Addiction is a disease. Despite what some people believe, it’s nearly impossible to quit “cold turkey” independently. When you look at the facts, there is a direct link between science and addiction.
Drug or alcohol addiction is characterized by a compulsive drive to seek and use substances. It also causes molecular and neurochemical changes in the brain. Just like other diseases, addiction can be detrimental to the functioning of the body’s organs. It also increases the likelihood of contracting diseases such as hepatitis or HIV. At Atlanta Detox Center, we offer treatment and detox programs to help you overcome your addiction.
Science and Addiction: Where Addiction Comes From
Drug addiction usually happens as a result of drug dependence. This complicated illness begins with taking substances. Over time, a person’s ability to not take substances is compromised due to the effects of drug use on their behavior and brain function if they do not seek help from a drug addiction treatment program.
Science and Addiction: The Brain’s Reward Center
Certain parts of your brain are in charge of specific functions, and it is vital to understand the reward pathway and how it is affected by drugs. The reward pathway involves the ventral tegmental area, the prefrontal cortex, and the nucleus accumbens.
For example, when someone uses cocaine, it goes to the brain through the bloodstream, whether smoked, snorted, or injected. It reaches all parts of the brain, but the euphoric sensation that it gives originates in the brain’s reward center areas, confirming the need for a cocaine detox center.
Science and Addiction: Neurotransmission
One of the most important addiction facts you should know concerns neurotransmission. The information in the brain is communicated through this process, and it involves neurotransmitters, which are chemical substances. One of the most important neurotransmitters is dopamine. In the normal functioning of this system, dopamine is released, and then it binds with receptors.
But when drugs are used, this communication process is interrupted. For example, cocaine blocks the removal of dopamine by binding it to transporters. This causes a dopamine buildup. Therefore, the user is constantly stimulated by euphoric feelings.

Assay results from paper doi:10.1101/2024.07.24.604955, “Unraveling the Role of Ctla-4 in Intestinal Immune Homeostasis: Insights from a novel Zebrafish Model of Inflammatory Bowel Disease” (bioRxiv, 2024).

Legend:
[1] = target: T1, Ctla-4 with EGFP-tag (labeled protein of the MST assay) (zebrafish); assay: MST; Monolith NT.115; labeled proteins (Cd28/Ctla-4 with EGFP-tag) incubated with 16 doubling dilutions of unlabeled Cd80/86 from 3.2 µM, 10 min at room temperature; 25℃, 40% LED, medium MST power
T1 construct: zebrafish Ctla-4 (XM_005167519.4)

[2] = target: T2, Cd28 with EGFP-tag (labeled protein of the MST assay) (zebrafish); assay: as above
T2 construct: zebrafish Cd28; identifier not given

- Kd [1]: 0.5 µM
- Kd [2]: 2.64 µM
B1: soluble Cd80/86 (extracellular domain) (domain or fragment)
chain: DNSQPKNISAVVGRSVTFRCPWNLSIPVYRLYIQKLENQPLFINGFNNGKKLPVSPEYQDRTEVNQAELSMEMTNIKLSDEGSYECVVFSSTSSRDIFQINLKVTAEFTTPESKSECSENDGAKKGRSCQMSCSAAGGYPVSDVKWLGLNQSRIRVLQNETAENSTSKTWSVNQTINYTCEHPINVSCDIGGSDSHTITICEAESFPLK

Short-Term and Long-Term Drug Use
If somebody used drugs for a short while, its effects on the brain might be small. However, long-term drug use changes the brain in many ways, and you may need to seek help from a drug addiction treatment program.
For instance, substance abuse strengthens the memory circuits that are linked to taking drugs. It doesn’t matter if a person has been drug-free for two weeks or two years. It also associates cues like your favorite bars, other drug-using friends, or stressful situations with doing drugs. This association has a more lasting impact on the brain.
The Risk Factors of Addiction According to Science
The relationship between science and addiction has developed over a very long period. Science has come up with addiction facts that include identifying the risk and protective factors concerning drug abuse. Risk factors increase one’s likelihood to suffer from drug abuse, while protective factors reduce its risk. The risk factors include:
- Lack of parental care and supervision
- Aggressive behavior
- Drug availability
Protective factors that help people deal more effectively with stressful events include:
- Parenting care and monitoring
- Academic competence
Risk and protective factors can affect a person in many ways. For example, the more risk factors a child is exposed to, the more likely they are to suffer from drug abuse at some point in their life. Some risk factors are also more powerful than others, especially peer pressure for teenagers.
Discover More Today About the Link Between Science and Addiction
Knowing these addiction facts is crucial because understanding your brain’s role in addiction will help reduce all its negative perceptions. Thankfully, the relationship between science and addiction shows that addiction can be managed. If you’re in Georgia and want to get admitted to an effective residential addiction treatment program, our professional staff can help you through the recovery process. Contact Atlanta Detox Center today by either calling 833.631.0534 or completing the user-friendly online form for more information.